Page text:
John: Cast iron rusts. The suggestions to Jim should work for you, but in an unheated garage you'll definitely have to keep a coat of oil or wax on your tools. Treat them like you would a firearm, clean and frequently lightly oiled.

Good luck.

Ted Mooney,
Ted Mooney, P.E.
Striving to live Aloha - Pine Beach, New Jersey

Q. I am contemplating removing spray paint from a japanned antique level -- is there a stripper that will not damage the japanning?

Thank you

Lane Pearson
- Austin, Texas, USA

A. Hi Lane. Sometimes casual paint (like overspray) will come off while leaving factory applied paint largely undamaged, but it's always a risk and a guess. Unfortunately, paint strippers are not mind readers who decide which paint to remove based on your wishes; to the stripper, oftentimes "paints is paints". But you might try quick wipes with something relatively weak like mineral spirits [on eBay or Amazon] , because aircraft stripper is nearly guaranteed to remove all the paint. Good luck!


Ted Mooney,
Ted Mooney, P.E.
Striving to live Aloha - Pine Beach, New Jersey

Cast iron garden statue is beginning to rust

I just bought what I think is a cast iron statue with a powdery blue finish. It does not look painted. I have not taken it out side but had it in the garage where moisture has gotten to it. It is starting to rust and I do not want it to rust. I like the color and finish that it has, but feel I must do something to it before the rust spreads. I actually bought it to put in the yard, but will not so until I know it is protected. I don't know enough about the finishes of cast iron to know what to do to prevent the rusting and hopefully preserve the finish

Virginia Cornell
home owner - Jamestown, NC

A. Hi Virginia,
The blue finish is probably a thin coating of a metallic patina, maybe copper. I think it's probably beautiful but delicate. I don't think such a finish is made for outdoors. Cast iron that is to be outside without rust probably requires paint. But you could try a simple clear coat like 2 or 3 thin layers of Krylon clear spray and it might last a couple of seasons before you have to paint it.

Ted Mooney,
Ted Mooney, P.E.
Striving to live Aloha - Pine Beach, New Jersey

Q. I purchased an outdoor grill/smoker. The unit is extremely heavy, made of iron! I have rust on the top of the unit! Do I need to sand, seal, and repaint the unit? If so, what grit sandpaper do I use, and what kind of sealer and paint! Thanks for your advice! Tom Murphy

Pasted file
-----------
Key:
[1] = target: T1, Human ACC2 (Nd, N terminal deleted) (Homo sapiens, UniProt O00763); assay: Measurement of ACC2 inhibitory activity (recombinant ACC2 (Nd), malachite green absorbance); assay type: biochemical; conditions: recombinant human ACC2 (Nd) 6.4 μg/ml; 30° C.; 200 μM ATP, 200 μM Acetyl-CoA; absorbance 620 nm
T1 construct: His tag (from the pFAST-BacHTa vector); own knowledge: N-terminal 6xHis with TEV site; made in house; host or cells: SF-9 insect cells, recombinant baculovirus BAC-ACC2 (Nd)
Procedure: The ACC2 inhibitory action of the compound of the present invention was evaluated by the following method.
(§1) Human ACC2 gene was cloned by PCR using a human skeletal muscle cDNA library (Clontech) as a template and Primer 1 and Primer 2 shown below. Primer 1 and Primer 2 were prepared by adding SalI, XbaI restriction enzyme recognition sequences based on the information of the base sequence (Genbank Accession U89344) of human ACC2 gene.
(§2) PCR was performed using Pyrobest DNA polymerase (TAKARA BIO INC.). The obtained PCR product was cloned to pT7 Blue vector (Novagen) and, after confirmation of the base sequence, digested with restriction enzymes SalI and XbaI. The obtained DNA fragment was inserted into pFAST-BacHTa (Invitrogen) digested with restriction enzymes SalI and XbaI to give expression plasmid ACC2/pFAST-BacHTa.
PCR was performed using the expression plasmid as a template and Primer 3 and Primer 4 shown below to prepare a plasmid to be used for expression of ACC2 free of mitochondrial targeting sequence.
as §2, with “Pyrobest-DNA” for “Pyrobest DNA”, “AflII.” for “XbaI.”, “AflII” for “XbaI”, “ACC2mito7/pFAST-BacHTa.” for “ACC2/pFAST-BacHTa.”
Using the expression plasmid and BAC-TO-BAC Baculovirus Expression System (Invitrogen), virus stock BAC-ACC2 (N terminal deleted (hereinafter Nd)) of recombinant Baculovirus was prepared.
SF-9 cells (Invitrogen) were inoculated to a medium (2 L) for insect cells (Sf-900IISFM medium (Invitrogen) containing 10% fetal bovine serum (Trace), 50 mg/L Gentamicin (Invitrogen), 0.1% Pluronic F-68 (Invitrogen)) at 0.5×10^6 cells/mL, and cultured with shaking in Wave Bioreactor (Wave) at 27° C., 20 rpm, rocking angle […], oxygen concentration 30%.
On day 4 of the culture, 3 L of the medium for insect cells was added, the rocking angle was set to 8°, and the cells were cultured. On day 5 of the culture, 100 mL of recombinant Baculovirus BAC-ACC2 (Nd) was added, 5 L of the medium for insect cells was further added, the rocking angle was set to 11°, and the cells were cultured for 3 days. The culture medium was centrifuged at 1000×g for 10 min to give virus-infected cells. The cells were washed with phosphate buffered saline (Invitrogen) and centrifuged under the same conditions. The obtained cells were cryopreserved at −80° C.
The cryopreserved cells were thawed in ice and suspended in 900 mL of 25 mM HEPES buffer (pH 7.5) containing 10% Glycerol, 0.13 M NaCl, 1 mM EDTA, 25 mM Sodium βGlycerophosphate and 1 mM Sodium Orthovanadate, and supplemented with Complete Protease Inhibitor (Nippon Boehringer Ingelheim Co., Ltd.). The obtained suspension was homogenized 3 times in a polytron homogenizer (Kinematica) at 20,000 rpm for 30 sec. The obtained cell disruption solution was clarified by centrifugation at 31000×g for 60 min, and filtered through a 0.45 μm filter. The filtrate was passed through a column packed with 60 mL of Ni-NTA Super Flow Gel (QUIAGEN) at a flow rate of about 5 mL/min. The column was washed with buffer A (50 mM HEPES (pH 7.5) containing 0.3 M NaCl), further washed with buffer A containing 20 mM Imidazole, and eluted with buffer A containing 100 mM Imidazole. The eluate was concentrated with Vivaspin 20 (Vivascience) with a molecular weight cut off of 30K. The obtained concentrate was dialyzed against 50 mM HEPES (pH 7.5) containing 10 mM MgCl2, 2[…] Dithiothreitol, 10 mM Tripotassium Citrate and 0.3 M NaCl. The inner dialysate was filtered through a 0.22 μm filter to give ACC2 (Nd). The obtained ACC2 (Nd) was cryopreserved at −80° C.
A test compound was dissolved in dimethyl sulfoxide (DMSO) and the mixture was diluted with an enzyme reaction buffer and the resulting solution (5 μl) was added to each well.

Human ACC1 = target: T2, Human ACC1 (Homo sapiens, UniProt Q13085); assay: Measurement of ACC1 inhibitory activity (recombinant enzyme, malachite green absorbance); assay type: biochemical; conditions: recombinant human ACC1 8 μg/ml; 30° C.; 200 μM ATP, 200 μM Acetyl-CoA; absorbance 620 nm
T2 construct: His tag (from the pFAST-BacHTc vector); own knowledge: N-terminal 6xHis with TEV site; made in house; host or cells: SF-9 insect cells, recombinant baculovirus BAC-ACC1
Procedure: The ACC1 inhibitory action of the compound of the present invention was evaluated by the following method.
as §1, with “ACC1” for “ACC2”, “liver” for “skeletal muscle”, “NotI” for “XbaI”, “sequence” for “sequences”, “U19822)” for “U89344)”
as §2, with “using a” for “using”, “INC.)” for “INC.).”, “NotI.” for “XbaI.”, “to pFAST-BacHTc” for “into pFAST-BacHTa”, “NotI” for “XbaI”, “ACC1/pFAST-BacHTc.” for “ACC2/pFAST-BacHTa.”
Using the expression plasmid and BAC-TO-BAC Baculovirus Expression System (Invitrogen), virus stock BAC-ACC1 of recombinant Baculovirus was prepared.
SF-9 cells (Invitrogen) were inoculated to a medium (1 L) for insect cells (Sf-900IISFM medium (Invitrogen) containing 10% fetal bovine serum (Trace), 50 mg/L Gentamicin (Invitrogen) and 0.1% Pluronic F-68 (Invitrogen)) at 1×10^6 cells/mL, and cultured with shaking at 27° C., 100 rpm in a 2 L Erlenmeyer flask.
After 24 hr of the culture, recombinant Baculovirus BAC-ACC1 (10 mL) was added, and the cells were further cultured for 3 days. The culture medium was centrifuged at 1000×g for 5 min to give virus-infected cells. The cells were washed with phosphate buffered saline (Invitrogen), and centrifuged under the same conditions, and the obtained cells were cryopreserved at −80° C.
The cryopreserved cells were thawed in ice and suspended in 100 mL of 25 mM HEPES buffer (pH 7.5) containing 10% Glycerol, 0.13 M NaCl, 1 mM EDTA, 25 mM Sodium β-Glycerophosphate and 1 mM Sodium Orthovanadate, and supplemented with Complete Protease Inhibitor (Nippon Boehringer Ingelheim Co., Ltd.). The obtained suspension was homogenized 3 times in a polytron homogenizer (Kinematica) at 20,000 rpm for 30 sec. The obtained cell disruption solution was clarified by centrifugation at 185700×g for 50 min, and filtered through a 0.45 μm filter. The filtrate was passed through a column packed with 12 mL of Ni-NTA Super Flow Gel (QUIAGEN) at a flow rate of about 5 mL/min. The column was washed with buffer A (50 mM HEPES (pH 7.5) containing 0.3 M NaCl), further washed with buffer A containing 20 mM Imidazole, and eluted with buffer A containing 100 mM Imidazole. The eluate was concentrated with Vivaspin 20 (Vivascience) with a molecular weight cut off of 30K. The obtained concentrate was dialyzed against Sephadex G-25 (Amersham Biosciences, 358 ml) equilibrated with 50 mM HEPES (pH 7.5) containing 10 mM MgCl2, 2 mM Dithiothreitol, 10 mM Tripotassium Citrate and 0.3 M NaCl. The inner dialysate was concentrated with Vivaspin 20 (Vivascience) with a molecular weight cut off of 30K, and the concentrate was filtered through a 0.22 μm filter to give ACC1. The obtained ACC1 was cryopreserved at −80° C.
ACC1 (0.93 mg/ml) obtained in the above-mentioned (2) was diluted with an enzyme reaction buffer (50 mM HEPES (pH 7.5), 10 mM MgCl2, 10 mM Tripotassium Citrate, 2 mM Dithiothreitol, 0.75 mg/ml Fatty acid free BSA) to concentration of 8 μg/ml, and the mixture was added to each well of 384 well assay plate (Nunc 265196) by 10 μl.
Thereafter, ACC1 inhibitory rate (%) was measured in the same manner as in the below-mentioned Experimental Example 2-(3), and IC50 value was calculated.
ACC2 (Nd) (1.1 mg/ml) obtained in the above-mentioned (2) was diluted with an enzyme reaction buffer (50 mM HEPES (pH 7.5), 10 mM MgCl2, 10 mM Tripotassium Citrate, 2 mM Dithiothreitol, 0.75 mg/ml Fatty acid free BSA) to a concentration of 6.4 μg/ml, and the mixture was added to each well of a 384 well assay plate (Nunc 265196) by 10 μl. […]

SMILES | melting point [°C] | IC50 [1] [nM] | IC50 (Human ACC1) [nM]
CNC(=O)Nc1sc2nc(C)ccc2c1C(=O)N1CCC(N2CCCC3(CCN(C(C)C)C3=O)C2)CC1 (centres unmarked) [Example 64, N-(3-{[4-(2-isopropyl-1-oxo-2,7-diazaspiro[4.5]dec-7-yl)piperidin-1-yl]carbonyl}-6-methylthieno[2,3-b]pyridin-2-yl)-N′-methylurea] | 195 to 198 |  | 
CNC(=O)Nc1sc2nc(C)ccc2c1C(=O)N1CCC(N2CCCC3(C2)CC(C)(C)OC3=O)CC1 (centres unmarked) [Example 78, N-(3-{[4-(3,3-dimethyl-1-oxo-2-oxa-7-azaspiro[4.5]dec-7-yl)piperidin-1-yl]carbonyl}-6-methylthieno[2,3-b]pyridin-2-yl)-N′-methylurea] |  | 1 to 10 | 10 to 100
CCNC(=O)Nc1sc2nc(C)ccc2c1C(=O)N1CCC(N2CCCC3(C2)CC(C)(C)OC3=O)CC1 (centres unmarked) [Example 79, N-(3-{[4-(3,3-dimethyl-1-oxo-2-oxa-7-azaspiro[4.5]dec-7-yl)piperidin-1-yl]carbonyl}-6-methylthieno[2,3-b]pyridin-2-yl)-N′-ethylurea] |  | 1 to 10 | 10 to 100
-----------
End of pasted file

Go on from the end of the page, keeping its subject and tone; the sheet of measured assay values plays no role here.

tom murphy
- Texarkana Texas U.S.s
October 19, 2010

Brush-on Stove Paint

(affil links)

A. Hi, Tom,
Nothing can adhere to loose red rust because the chain of adhesion from the surface to the base metal is only as strong as its weakest link. Whether you remove the rust with sandpaper or convert it to stable black rust with a naval jelly rust converter [on eBay or Amazon] you need to start with getting rid of red rust. Then you can use high temperature paint. Good luck.


Ted Mooney,
Ted Mooney, P.E.
Striving to live Aloha - Pine Beach, New Jersey

Little Chapel

attribution: Henkgron

Q. I have volunteered to restore this statue of Our Lady for the 100 years anniversary of our beloved little Chapel ⇨
and I was wondering if you can give me some advice on how to proceed. This statue is not an antique so I was thinking about stripping all the paint, treating the rust, sealing and re-paint. But not sure what products would be better to use.

23853-1b   23853-1c   23853-1a  

I have some experience with porcelain (amateur) but have never done anything with iron so any advice would be very welcome

Thanks so much.

Andrea Lopez
hobbyist - Guernsey, U.K.
February 24, 2023

Hammerite Rust Cap

on eBay or


(affil links)

A. Try Hammerite paints (UK product ).You can use them directly on rusted surfaces ... Hope it helps and good luck!

Goran Budija
- Cerovski vrh Croatia
February 28, 2023